3 INCREASING THE MEDICARE LEVY LOW-INCOME THRESHOLDS The Medicare levy low-income thresholds are $17,794 for individuals and $30,025 for families with effect from 1 July Also, the additional amount of threshold for each dependent child or student will increase to $2,757. For pensioners below Age Pension age the Medicare levy threshold has increased to $25,299 with effect from 1 July This increase will ensure that pensioners below Age Pension age do not pay the Medicare levy when they do not have an income tax liability. MEDICARE LEVY SURCHARGE THRESHOLDS The Medicare levy surcharge thresholds will remain at $70,000 for singles and $140,000 for families for the 2009/10 financial year. PRIVATE HEALTH INSURANCE REBATE (PHIR) Three new ʻPrivate Health Insurance Tiersʼ to better balance the mix of incentives for people to take out private health insurance will apply from 1 July The existing 30% through to 40% PHIR arrangements will remain in place for singles with income of less than $75,000pa and families with income of less than $150,000pa. Tier 1 applies to singles with income of more than $75,000 (more than $150,000 for families). The PHIR will be 20 per cent if under 65, increasing to 25 per cent from age 65 and 30 per cent from age 70. The surcharge for not taking out private health insurance will remain at 1 per cent. Tier 2 applies to singles with income of more than $90,000 (more than $180,000 for families). The PHIR will be 10 per cent if under 65, increasing to 15 per cent from age 65 and 20 per cent from age 70. The surcharge for not taking out private health insurance will increase to 1.25 per cent. Tier 3 applies to singles with income of more than $120,000 (more than $240,000 for families). There will be no PHIR. The surcharge for not taking out private health insurance will be increased to 1.5 per cent. EMPLOYEE SHARE SCHEMES From Budget night all discounts on shares and rights under an employee share scheme will be assessed in the year they are acquired. The current rules allowing the discount to be taxed at a later time will be removed. The measure will also limit access to the current $1,000pa upfront concession to employees with an adjusted taxable income of less than $60,000. CAPITAL GAINS TAX ARRANGEMENTS FOR MANAGED INVESTMENT TRUSTS The Government will allow Australian managed investment trusts (MITs) to make an irrevocable election to apply the capital gains tax (CGT) regime as the primary method for taxing disposals of assets, with effect from the 2008/09 income year. Currently, gains and losses on disposal of investments by MITs may be on capital or revenue account, depending upon the characterisation of the investment activities concerned. This will ensure, for example, that resident MIT investors will be entitled to the CGT discounts.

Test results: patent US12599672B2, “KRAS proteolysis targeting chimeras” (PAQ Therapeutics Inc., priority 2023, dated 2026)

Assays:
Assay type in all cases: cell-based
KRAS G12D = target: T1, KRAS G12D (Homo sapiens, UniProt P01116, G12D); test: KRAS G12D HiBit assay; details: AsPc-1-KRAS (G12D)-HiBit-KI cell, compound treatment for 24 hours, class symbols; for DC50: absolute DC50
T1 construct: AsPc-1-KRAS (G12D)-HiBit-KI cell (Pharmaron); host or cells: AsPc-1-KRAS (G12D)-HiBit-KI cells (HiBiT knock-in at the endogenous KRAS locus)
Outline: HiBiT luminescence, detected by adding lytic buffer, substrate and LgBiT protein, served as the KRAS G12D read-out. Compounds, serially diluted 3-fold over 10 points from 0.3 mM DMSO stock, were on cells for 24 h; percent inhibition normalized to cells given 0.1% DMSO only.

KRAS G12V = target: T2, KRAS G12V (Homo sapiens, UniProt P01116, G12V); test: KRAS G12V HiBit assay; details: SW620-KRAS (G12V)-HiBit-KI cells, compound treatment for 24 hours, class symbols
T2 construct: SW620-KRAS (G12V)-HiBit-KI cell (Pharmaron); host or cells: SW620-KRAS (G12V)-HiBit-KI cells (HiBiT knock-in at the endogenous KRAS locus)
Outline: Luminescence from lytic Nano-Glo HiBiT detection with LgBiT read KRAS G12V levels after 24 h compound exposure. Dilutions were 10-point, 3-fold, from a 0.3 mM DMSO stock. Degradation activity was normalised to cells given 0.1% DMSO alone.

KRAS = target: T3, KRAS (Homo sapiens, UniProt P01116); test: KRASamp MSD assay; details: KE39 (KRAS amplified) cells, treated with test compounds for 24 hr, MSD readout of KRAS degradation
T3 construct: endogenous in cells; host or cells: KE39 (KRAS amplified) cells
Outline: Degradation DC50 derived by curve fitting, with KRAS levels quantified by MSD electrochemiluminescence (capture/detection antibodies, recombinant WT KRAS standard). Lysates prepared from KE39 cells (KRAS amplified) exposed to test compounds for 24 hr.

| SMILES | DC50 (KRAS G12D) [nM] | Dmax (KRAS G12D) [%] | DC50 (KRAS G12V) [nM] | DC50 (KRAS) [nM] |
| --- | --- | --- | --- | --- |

4 TIGHTENING ACCESS TO NON-COMMERCIAL BUSINESS LOSSES Effective from the 2009/10 income year, the Government will tighten the application of rules on the use of non-commercial losses to prevent high income individuals from offsetting excess deductions from non-commercial business activities against salary and other income. The measure will ensure excess deductions from unprofitable business activities cannot be used to reduce salary and wage income of high income earners. Taxpayers with an adjusted taxable income of over $250,000 will instead have excess deductions quarantined to the business activity. The existing rules will continue to apply to taxpayers with an adjusted taxable income of $250,000 or less. The new test for taxpayers with adjusted taxable income greater than $250,000 will restrict the ability of such taxpayers to claim losses for non-commercial activities that are more likely to be in the nature of lifestyle choices or hobbies. TIGHTENING THE NON-COMMERCIAL LOAN RULES Effective from 1 July 2009, the Government will ensure that benefits provided by a private company to its shareholders or their associates are taxed by tightening the rules that prevent shareholders and their associates avoiding tax on distributions and benefits they receive from private companies. The measure extends the non-commercial loan rules by reducing the scope for private companies to allow their shareholders or associates to use company assets such as real estate, cars and boats for free, or at less than their armʼs length value. 3. SOCIAL SECURITY AND AGED CARE Increase to age pension payments The Government has announced that from 20 September 2009 it will provide age pensioners, DVA service pensioners, wife pensioners, disability support pensioners and carer payment recipients with an increase in their entitlements as follows: for singles: an increase of $30.00 pw in the base pension and $2.49 pw in a new Pension Supplement; and for couples: an increase of $10.14 pw in a new Pension Supplement. The new Pension Supplement will combine the existing pension supplement, Pharmaceutical Allowance, Utilities Allowance and Telephone Allowance into a consolidated payment. INCOME TEST: INCREASING THE INCOME TEST TAPER RATE The Government will from 20 September 2009 increase the income test taper from 40 to 50 cents in the dollar for a single pensioner and from 20 to 25 cents in the dollar for each member of a couple, for income above the relevant income free threshold (currently $138 pf for singles and $240 pf for pensioner couples combined). Existing part pensioners affected by the income test changes will keep existing entitlements, maintained in real terms, plus an increase of $10.14 pw for singles or couples combined. Under the new rules, the pension will be paid to new pensioners with private income of up $38,693 for singles, and $59,228 for couples combined, down from $47,444 for singles and $72,423 for couples combined under current income test rules.